Child, your sins are forgiven.

August 6, 2014

Dear brothers and sisters,

The good news today is in the beginning of Marks second chapter verses 1-5.

When Jesus returned to Capernaum after some days, it became known that he was at home. Many gathered together so that there was no longer room for them, not even around the door, and he preached the word to them. They came bringing to him a paralytic carried by four men. Unable to get near Jesus because of the crowd, they opened up the roof above him. After they had broken through, they let down the mat on which the paralytic was lying. When Jesus saw their faith, he said to the paralytic, “Child, your sins are forgiven.”

As many times as I have read and heard this miracle story what I remember is that Jesus told him to pick up his mat and walk. I had forgotten or overlooked that the first thing he told the paralytic was that his sins were forgiven. This seems odd since Jesus pointed out in other episodes that disease and physical disability was not a product or sign of sin. So, what’s going on here? Why did Jesus say that?

If I had been the paralytic or one of the four friends, I would have been asking myself, “Is that it? Is that all?” I would have been disappointed that there was no healing or at least that the paralytic still couldn’t stand or walk. Why had Jesus healed others but not this man? My skepticism would have immediately kicked in. Who is this guy? What has all the fuss been about that he’s a miracle worker? He’s just talking. Of course, Jesus did go on to heal the paralytic, but there was enough time before he did that my mind would have entertained a lot of negative thoughts.

This story introduces the scribes for the first time in Mark’s gospel. It may be that Jesus used this as an opportunity to re-educate the scribes, those were enslaved to God’s law to the point that they had become separated from His love. Jesus addresses the paralytic as child. It seems clear that the paralytic was not a child but a grown man who required four of his friends to carry him. Jesus chose to call him child as a term of endearment, of affection. He used it as a sign of his love and God’s love for the man.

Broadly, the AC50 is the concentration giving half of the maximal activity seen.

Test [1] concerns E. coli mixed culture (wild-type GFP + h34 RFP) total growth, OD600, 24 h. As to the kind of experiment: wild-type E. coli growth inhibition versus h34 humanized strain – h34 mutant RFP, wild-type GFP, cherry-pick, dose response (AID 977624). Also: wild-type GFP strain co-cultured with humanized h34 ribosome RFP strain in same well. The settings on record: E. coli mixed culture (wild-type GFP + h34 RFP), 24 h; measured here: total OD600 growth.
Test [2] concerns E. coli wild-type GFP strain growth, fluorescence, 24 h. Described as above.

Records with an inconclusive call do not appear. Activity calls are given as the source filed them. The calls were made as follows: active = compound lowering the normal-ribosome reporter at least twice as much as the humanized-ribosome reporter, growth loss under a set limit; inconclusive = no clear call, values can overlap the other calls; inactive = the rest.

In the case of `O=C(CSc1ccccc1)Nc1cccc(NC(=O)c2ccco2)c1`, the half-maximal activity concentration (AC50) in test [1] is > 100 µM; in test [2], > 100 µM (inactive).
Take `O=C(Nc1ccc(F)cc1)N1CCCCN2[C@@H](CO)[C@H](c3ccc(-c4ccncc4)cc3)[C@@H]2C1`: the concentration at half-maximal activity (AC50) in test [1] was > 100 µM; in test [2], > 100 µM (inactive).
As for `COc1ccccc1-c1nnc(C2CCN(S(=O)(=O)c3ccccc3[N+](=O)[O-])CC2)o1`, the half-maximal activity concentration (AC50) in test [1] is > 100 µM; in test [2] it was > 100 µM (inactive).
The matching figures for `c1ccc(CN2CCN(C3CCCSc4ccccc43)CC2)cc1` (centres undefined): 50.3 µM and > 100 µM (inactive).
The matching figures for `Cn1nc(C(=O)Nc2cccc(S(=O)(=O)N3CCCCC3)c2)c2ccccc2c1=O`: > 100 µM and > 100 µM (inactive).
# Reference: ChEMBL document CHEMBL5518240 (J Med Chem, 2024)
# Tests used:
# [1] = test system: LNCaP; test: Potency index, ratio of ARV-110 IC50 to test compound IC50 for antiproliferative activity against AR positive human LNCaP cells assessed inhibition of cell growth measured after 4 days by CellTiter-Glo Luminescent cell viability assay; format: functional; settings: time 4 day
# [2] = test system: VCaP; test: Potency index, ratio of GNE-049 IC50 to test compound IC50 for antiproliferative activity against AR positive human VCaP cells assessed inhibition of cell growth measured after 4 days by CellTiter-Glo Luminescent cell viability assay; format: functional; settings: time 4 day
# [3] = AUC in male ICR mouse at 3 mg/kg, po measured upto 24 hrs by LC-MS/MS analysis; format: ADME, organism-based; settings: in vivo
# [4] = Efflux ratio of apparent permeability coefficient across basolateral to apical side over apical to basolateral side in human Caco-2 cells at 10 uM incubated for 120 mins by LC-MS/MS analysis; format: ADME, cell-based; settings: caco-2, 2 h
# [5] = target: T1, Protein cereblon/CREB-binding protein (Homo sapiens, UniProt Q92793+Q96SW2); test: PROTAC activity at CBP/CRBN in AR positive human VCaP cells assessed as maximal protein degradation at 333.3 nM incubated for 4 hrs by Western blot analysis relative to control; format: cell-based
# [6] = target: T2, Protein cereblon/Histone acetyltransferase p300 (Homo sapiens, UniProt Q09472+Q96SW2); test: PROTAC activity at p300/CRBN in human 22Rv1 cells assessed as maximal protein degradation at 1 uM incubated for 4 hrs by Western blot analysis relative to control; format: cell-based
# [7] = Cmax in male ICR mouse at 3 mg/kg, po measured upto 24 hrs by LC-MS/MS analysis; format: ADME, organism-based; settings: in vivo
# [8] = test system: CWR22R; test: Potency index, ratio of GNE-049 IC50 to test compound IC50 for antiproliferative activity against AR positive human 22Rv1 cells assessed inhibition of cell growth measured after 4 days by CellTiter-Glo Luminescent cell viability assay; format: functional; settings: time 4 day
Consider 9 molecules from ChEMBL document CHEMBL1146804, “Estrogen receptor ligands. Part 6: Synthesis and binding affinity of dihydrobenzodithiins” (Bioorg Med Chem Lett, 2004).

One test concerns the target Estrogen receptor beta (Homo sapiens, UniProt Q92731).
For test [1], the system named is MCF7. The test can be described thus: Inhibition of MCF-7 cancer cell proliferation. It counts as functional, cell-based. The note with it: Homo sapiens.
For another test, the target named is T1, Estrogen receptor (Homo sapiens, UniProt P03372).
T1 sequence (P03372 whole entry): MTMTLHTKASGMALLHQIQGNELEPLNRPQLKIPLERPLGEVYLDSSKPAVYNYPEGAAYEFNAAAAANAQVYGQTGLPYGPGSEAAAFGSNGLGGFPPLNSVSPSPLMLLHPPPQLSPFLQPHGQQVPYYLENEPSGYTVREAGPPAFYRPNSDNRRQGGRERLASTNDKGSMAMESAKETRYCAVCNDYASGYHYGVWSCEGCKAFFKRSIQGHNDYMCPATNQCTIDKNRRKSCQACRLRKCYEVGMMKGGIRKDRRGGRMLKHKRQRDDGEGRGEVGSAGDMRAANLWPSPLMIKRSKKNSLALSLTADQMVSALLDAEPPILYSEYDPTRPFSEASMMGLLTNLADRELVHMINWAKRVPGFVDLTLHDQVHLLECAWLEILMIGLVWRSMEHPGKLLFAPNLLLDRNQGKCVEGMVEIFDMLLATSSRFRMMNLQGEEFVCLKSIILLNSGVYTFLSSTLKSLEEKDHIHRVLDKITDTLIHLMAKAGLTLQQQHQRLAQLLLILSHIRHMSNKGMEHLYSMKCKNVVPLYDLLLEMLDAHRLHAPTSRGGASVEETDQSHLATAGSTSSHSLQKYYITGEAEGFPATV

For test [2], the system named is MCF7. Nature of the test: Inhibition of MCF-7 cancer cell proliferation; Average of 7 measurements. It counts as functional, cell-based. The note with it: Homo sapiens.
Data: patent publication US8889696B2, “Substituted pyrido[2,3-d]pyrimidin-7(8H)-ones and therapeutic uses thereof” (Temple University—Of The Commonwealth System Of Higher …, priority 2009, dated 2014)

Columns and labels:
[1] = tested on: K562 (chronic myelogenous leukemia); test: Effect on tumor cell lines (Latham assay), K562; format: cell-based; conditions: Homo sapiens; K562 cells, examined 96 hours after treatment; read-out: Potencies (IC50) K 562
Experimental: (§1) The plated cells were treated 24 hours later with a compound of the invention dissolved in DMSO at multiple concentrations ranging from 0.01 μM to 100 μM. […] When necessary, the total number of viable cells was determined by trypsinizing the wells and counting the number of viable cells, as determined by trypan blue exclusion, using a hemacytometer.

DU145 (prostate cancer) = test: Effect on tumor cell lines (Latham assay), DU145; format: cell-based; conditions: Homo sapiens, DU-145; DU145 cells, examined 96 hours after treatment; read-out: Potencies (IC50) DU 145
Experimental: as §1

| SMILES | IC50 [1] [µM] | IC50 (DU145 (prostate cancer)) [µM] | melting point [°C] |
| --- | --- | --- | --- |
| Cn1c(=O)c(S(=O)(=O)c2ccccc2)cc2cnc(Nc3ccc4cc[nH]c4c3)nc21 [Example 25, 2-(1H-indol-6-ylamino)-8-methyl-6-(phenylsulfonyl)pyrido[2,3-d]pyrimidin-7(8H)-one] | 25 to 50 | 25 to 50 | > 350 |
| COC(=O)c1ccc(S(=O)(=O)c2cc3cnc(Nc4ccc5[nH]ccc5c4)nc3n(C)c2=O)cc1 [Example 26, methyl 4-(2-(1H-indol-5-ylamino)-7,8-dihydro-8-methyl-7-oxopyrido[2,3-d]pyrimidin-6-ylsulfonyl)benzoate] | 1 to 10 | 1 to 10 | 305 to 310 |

Jesus didn’t tell this man that his sins were forgiven because he believed that his paralysis was a sign of sin. Jesus was pointedly letting the scribes know that he was the messiah, the anointed one of God, the son of God. For, as Moloney references Exodus and Isaiah in The Gospel of Mark, “The forgiveness of sin is the prerogative of God alone.” Word had spread like wildfire of his hearings. Perhaps Jesus wanted early on at this point in his ministry to let people know that he was not just a miracle worker; he was the living word of God. More than just healing them, he wanted people to know that God loved them, that He had compassion for them, that He forgave their sins, and that He extended His mercy upon them. This was the good news that he was preaching. Jesus used this unexpected and vivid scene of a paralyzed man let down through the roof to make the point of his preaching. That’s why he first told the man that his sins were forgiven.

That’s the message for me as well, the first and most important teaching that I need to learn — God loves me and forgives me. I am His child; I am His beloved; I am the only one in all time. Before I can be healed I need to realize that I am loved and I am forgiven.



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